In Peacemaking, What's New

News from Medical Mission Sisters Worldwide, reprinted with permission:

[On July 15] during the UN High Level Political Forum, we held up pictures of murdered and imprisoned women human rights activists on our laptops to capture the attention of the decision makers by bringing grassroots to the UN.

lesbia-y-urquia

Lesbia Yaneth Urquia, murdered Honduran activist

Another Environmental Rights Activist, Lesbia Y Urquia, was murdered in Honduras four months after the shooting of Berta Caceres. Both women had spent years campaigning against a giant dam.
“We can remind the delegates we are discussing sustainability and we have obligations to colonized Peoples to DECOLONIZE! Decolonization is recognized by the UN as a means of implementing peace since 1945! Many indigenous women’s organizations are violently attacked by the UN Members in the name of protecting these dominant NGOs. Full decolonization will ensure that no one is left behind. Decolonization means we have representative government and our blessings, or ‘resources’ including our lives, will not be taken from us.” –Lori, an indigenous woman and my colleague at the UN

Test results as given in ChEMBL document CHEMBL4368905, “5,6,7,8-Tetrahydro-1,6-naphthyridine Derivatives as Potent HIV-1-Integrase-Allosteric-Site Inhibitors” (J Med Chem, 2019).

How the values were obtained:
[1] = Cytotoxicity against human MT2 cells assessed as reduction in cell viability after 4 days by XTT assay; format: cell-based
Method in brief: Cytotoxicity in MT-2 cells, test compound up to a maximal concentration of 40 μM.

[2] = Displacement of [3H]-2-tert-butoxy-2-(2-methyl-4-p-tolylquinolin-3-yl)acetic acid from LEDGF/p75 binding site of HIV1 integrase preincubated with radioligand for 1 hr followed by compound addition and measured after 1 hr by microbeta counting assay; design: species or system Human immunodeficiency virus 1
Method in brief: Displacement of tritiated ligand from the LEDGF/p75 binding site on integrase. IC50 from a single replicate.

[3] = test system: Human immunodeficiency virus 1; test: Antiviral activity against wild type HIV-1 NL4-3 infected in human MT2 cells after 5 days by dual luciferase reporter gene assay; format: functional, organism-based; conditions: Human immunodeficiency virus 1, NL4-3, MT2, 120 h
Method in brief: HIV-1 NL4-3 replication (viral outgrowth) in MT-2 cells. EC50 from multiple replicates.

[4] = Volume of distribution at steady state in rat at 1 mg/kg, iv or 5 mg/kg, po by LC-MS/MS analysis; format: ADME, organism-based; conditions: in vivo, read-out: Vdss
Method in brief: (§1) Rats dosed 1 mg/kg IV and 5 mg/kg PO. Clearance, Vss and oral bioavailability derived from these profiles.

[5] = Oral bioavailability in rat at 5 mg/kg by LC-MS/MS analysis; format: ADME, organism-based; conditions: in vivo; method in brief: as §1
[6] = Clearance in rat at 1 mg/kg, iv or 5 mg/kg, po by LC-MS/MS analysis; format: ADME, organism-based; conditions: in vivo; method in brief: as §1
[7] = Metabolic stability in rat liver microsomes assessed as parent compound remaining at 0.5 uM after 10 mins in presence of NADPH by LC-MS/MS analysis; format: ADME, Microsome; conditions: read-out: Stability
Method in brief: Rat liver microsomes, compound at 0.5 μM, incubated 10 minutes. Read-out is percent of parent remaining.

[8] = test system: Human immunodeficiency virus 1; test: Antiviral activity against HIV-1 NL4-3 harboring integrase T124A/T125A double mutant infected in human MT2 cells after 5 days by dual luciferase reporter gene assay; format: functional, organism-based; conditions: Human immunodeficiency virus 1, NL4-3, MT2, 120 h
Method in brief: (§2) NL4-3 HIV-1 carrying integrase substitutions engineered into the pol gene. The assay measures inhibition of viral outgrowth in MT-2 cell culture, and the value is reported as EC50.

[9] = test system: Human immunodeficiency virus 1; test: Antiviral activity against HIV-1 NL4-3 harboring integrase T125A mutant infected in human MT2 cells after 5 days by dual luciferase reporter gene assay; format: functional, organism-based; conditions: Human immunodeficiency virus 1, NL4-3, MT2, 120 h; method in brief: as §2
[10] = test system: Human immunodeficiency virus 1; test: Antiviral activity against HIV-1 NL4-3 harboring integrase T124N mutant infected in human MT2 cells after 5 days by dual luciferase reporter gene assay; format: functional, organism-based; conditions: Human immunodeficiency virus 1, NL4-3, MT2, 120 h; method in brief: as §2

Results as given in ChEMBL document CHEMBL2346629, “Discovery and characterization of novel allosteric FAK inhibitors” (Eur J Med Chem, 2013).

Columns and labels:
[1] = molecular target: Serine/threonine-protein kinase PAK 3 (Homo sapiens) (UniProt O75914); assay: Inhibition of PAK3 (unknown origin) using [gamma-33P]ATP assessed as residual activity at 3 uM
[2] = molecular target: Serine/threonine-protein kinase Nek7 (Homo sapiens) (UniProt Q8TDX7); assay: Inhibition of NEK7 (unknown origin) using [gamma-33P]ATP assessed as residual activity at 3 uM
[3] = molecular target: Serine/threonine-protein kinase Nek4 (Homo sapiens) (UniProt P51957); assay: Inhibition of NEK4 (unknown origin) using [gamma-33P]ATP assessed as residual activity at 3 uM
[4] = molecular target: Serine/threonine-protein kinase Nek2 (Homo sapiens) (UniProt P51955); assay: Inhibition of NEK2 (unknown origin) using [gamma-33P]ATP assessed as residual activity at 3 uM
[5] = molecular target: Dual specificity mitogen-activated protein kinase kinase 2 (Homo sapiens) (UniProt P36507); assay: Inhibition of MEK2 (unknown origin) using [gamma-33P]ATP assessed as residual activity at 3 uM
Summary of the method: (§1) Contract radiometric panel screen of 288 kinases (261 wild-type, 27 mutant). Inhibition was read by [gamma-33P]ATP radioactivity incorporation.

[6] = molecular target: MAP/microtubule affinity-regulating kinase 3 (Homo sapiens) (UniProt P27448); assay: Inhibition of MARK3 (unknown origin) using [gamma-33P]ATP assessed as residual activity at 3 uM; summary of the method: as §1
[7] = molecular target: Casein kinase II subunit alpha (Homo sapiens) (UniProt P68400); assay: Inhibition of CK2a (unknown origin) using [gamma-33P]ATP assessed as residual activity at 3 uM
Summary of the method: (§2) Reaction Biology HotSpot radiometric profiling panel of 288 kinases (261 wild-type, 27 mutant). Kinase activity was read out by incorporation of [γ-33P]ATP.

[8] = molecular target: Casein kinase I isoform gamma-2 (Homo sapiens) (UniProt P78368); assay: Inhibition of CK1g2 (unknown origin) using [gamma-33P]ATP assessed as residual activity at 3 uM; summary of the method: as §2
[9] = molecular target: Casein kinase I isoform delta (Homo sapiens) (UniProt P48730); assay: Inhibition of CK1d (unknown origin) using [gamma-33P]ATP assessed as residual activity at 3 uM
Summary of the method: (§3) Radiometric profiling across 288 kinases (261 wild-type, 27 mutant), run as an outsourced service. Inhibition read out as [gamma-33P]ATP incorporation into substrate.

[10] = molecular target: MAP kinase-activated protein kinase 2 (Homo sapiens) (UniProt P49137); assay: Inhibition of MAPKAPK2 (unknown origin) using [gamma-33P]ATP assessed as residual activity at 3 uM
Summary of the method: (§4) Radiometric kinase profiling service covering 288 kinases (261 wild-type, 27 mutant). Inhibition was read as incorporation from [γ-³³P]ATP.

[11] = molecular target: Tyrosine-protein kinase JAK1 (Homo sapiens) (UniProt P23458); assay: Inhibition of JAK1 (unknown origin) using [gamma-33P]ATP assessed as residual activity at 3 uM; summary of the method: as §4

I am happy to note the issue was discussed in the Sisters of Earth convention in Santa Cruz, San Francisco. It says governments and industries are still taking land from indigenous people, largely destroying ecosystems for profit. For example, while Spain no longer controls South America, “the way of thinking and feeling about the land did not change,” said Medical Mission Sr. Birgit Weiler, Peru. The concepts that individuals can own land and that good use of land is to extract resources from it “are colonial mindsets very present still today.” Yes, Lori is right, it is high time to decolonize.

True peace is possible only when justice prevails over profits!

–Celine Paramunda MMS

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